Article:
More action needed to prevent children being harmed in armed conflicts, pandemic

gnlm opinion

The current coronavirus pandemic is having an affect on children in conflict zones. Ensuring the protection of children is of utmost importance as the Union Government is providing health care and food aid to the people including children in conflict areas as part of efforts for addressing the COVID-19 pandemic. It is worth noting that the Social Welfare Department of the Ministry of Social Welfare, Relief and Resettlement and UNICEF will work together for raising public awareness about the Child Rights Law under the Multi-Year Work Plan (2020-2021) signed by the two bodies. At the same time, the Ministry of Social Welfare, Relief and Resettlement continues its aid to the people in conflict areas under the CERP plan to ensure that they can get good food and health care during the pandemic.
This commitment to provide aid to the civilians during the pandemic and conflicts is a positive step for the protection of children. Children were among the victims in armed clashes in our country. There is no excuse for violence against children. Myanmar has formed a committee in 2019 to prevent six grave violations against children in conflict areas. The committee is tasked with taking immediate measures to respond to information on actions which deviate from civilian and military law and order, and to take action for violations against children during armed conflicts.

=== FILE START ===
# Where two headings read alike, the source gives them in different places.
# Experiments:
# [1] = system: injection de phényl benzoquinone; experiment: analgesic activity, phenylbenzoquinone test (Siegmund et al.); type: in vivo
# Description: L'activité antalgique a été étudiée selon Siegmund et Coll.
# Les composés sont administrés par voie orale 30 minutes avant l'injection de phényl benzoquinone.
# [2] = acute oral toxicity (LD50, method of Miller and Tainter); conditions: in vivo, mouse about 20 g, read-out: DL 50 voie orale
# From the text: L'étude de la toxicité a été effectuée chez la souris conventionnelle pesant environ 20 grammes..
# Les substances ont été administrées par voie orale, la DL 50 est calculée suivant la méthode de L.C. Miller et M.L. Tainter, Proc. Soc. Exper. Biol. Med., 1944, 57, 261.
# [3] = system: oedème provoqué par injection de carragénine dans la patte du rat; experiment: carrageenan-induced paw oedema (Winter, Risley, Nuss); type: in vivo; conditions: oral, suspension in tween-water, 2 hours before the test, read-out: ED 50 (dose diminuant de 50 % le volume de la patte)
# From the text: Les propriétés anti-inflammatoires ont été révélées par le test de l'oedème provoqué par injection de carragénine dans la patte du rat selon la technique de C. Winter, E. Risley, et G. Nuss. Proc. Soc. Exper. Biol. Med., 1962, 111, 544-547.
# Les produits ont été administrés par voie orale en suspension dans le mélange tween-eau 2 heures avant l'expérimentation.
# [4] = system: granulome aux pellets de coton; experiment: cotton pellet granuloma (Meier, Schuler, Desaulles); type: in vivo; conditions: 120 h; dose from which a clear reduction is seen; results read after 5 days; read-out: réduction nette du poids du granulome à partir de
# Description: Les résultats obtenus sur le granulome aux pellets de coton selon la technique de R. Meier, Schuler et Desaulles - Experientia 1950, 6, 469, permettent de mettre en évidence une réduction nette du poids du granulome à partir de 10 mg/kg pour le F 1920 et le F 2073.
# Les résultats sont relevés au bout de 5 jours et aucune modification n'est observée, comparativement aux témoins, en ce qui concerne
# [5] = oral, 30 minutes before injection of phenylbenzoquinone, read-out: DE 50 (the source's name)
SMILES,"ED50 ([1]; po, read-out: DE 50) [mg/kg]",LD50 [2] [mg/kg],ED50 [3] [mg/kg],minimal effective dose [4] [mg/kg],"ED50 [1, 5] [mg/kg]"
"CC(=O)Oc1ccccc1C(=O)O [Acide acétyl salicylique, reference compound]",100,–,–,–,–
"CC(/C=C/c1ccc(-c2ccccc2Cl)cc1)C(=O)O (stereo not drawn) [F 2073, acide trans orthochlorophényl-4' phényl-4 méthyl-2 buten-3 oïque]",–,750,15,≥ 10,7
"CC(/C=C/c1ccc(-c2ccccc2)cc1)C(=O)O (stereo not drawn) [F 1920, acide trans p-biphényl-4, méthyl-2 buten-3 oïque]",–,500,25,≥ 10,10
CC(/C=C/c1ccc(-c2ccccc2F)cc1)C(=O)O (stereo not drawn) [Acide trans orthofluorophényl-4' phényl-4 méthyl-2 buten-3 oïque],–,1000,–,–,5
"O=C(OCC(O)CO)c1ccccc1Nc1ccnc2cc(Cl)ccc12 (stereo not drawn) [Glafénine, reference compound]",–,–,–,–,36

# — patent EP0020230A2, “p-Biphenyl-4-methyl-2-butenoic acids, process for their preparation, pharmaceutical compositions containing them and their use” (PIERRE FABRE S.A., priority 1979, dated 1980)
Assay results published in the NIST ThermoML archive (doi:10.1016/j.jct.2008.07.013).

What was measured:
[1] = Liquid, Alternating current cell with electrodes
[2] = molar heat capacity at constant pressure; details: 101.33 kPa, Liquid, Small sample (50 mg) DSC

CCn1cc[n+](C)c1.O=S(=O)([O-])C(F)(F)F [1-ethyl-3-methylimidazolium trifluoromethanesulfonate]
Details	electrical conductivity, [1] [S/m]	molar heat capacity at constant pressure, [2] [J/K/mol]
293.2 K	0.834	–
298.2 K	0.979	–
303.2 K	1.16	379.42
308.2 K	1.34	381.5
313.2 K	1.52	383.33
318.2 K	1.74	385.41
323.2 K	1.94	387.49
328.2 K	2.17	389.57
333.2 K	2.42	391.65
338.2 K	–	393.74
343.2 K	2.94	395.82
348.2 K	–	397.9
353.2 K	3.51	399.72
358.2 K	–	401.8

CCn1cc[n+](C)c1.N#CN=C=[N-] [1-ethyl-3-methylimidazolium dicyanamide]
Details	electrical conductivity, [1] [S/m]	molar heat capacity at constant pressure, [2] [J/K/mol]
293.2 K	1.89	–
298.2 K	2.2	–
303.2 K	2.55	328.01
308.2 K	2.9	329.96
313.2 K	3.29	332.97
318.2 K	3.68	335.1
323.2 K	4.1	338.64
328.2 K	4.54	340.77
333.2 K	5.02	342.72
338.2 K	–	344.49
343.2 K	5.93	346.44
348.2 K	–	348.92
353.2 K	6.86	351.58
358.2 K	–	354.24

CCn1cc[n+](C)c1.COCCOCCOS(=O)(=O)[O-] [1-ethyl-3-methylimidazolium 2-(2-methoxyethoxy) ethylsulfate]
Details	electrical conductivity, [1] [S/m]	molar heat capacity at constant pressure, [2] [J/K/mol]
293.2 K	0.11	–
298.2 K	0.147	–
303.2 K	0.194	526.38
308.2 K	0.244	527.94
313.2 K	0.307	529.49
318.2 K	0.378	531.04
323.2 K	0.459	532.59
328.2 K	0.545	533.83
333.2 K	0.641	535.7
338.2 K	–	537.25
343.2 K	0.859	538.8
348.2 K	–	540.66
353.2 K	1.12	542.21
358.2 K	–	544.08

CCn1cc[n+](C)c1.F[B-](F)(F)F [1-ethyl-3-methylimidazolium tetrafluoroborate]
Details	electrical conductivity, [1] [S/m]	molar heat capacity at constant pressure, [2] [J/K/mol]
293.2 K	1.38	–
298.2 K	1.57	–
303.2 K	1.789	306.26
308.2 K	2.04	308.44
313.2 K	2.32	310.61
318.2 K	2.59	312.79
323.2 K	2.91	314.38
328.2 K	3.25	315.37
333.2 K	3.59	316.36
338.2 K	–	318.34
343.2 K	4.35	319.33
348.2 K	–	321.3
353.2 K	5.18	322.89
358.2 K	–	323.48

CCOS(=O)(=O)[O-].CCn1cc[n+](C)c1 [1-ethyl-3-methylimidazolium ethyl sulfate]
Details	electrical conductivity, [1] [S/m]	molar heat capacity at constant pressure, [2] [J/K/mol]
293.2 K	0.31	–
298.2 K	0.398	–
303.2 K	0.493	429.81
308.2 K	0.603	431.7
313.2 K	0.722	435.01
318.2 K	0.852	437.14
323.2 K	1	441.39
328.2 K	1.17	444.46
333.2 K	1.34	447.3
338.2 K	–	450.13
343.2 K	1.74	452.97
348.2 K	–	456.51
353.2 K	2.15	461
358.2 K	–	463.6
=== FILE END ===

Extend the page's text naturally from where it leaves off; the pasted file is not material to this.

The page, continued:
The National-level project (2020-2021) on preventing six grave violations against children in conflicts was approved by the President on 10 August. A strong mobilization of regional governments, donors, civil society and private sector is needed to ensure that the project keeps children safe in any situation. Hence, the authorities concerned are to scale up efforts to pull children out of conflict-ridden circumstances and to prevent the current pandemic from making the issue more complex.
Meanwhile, all warring parties in Myanmar are obliged to protect children from six violations under international law — killing and maiming of children, recruitment or use of children as soldiers, sexual violence against children, abduction, attacks against schools or hospitals, and denial of humanitarian access to children. Also, the government will take action for violations against children during armed conflicts, as determined by the Independent Commission of Enquiry-ICOE formed by the Office of the President.

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